05 Jun Young South Africa: Phendu Kuta | A Bold, Unlabelled Pursuit
Phendu Kuta by Obakeng Molepe
Just short of a year ago Phendu Kuta founded Unlabelled, an online South African youth culture magazine for which she now acts as creative director, editor and stylist. Through this, she aims to encourage youth to embrace their unique identity while offering a fresh perspective on what it means to be young in SA.
Phendu’s entrepreneurial roots go even further back than this, to the jewellery business she founded in 2011 while completing her studies at Lisof. Upon graduating, she immersed herself in the fashion industry – she was project manager for the International Fashion Sale’s 50 Young Designers and in late 2013, she became a visual merchandiser for the international brand Mango. In 2014 Phendu took a leap both personally and professionally; she resigned and set to work on pursuing her own dreams and so, Unlabelled was born.
For our current Young South Africa series we caught up with her to chat about what she learnt from starting a magazine from scratch, what Unlabelled stands for and how she plans to grow the platform going forward.
Growing up, was there ever any indication that you’d be doing what you are today?
Not entirely, I’d say after 16 was when I started to fall in love with entrepreneurship and fashion magazines. I was really into entertainment, particularly acting when I was growing up.
You founded your first business back in 2011 while you were studying at Lisof. What did this teach you about entrepreneurship?
I really enjoyed arts and crafts when I founded Edged Designs and the decision to create the business was on a whim so I didn’t have a plan going forward. It started off as just a hobby and then turned into a business, but I didn’t know how far to take it and where to take it. So that experience taught me to plan, refine and never stop learning.
You’ve also had experience in retail/fashion industry, as a visual merchandiser for Mango. What are some of the most valuable things you learnt as a result of this experience?
Retail taught me to be more open and to be accepting of different types of people. I grew in character mostly. It really pushed me to do what I love and be myself, mainly because I realised whilst working there that I wasn’t meant to be there. I was meant to be chasing my dreams.
Ayanda Duma by Nikki Zakkas
It’s been almost a year since you founded the South African youth culture magazine, Unlabelled. What sparked your interest in the world of online publishing? Did you take to it naturally, or was it quite a steep learning curve to start?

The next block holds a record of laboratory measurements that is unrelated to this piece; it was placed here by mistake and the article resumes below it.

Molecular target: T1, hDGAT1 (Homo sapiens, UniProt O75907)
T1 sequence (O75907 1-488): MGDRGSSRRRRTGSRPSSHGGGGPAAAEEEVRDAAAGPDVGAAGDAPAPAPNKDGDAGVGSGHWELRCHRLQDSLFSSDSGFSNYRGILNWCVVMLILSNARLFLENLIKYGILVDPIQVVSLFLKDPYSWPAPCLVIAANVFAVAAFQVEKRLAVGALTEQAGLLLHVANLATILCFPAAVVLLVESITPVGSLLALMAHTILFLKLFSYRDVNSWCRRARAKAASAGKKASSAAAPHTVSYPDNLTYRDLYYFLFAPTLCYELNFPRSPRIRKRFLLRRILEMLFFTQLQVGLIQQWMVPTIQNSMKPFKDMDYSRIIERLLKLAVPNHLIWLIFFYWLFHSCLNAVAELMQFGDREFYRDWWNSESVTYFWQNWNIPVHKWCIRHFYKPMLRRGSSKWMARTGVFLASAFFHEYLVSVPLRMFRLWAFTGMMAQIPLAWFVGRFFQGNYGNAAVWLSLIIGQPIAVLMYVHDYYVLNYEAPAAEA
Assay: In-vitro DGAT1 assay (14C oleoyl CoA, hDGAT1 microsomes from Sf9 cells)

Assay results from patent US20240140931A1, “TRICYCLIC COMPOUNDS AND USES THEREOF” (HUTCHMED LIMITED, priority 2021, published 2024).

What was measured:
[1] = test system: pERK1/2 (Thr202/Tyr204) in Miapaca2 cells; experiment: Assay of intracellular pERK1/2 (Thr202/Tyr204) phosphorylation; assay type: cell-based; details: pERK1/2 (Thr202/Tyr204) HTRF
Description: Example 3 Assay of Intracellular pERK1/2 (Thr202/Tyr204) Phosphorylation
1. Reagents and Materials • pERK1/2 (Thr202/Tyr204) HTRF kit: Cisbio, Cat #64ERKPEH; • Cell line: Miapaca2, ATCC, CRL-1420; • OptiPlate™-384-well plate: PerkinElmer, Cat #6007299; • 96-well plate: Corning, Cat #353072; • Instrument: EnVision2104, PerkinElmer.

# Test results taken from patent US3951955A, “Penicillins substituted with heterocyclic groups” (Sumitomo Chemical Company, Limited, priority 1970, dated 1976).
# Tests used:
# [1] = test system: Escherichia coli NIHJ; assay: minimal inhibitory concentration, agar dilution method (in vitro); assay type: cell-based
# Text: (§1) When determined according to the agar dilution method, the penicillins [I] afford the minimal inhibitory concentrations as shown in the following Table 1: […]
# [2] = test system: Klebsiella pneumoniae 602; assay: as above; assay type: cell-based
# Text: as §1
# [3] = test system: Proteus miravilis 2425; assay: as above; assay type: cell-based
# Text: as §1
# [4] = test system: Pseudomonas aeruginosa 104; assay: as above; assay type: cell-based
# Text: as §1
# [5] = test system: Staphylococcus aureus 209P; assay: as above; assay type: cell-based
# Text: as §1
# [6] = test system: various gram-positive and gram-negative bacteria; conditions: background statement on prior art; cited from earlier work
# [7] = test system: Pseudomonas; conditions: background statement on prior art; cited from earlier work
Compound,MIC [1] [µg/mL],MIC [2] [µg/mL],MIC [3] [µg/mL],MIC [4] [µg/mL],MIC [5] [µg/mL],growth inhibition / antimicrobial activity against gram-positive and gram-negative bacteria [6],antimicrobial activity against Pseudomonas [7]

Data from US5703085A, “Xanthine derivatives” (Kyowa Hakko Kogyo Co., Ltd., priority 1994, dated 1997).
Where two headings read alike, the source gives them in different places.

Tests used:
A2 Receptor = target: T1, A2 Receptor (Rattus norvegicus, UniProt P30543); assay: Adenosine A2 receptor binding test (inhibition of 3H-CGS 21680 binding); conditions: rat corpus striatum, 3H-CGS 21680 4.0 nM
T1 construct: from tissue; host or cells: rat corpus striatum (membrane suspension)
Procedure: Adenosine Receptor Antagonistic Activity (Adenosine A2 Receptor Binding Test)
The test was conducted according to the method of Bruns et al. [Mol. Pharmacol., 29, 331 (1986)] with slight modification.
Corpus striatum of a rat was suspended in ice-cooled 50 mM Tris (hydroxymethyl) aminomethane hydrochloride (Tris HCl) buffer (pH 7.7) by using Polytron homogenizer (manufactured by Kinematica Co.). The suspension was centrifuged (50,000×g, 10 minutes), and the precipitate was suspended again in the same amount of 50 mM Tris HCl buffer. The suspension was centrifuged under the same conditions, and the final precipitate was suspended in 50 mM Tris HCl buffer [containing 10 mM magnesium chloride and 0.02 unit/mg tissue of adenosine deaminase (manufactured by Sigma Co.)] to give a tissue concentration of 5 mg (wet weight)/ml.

I had wanted to start a magazine since my second year in Lisof but I was told by someone I look up to to work first and get experience. Online publishing was the easiest way to go rather than print. Starting off was quite hard – not necessarily taking the step of starting, but everything leading up to the point where I launched the first issue. Things I never knew could potentially go wrong went wrong, but I took it all in stride because it definitely gets better with time.
What does Unlabelled represent? Do you intend it to be a voice for the youth in SA?
Unlabelled definitely aims to be a voice for the youth in SA, it exists to showcase our identity and the things we identify with. With every issue we release I make sure that we are trying to be more and more in tune with the zeitgeist. Our inspiration comes from specific areas rather than specific subcultures. Joburg can be so diverse especially in the CBD and surrounding areas and that’s what makes it so interesting.
Makhosonke Castro by Brian Molepo
What does it mean to be young in South Africa right now?
It means we have so many opportunities that others never had before. It means anything is possible for anyone, if you stay informed.
How do you come up with concepts for editorials, features and articles? Who else is involved in this process?
It’s about observing. I observe a lot, what is happening online, what is happening in Braamfontein, Newtown, Maboneng etc. My team and I are all actively involved in creating concepts, I come up with a theme and we all brainstorm. The collaborators are also involved in the conceptualising. It’s about my vision but aligning it with everyone I work with so that it feels like it belongs to all of us.
In May you hosted an Unlabelled night market and a photography exhibition. How else might you grow or extend the platform going forward? Where do you see it going?
The next one will be in a few months, I don’t want to say too much but it will have a cool addition to the first concept. Right now it’s about refining the concept that I came up with for the first one and getting involved with experienced individuals or companies to take the event to the next level. The foundation of the concept is to create opportunities for young and up and coming photographers and designers and thankfully it helped quite a few young brands.
Tzvi Karp by Andile Buka
Have you identified any trends that are shaping the youth in our country?
I’d say the youth right now are more vocal in making a change regarding issues in our country and in the world.
What do you think is promising about your generation?
I’d say we are fearless, informed and quite in tune with ourselves and the world.
What do you hope to have achieved in 10 years’ time?
I hope to have achieved a lot of growth in character. I hope to own more than one successful business and have fulfilled my goals. I hope to stay happy and love deeply.
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